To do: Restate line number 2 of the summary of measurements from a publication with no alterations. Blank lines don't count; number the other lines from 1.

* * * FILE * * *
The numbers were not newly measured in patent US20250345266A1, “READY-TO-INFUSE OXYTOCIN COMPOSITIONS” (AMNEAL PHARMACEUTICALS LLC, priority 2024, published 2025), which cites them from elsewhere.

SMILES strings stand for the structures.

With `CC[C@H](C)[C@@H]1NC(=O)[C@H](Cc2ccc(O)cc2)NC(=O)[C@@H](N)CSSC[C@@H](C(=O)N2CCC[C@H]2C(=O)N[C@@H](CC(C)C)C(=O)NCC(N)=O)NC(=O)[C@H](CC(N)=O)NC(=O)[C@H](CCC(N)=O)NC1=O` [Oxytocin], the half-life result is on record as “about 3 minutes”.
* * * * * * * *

SMILES strings stand for the structures.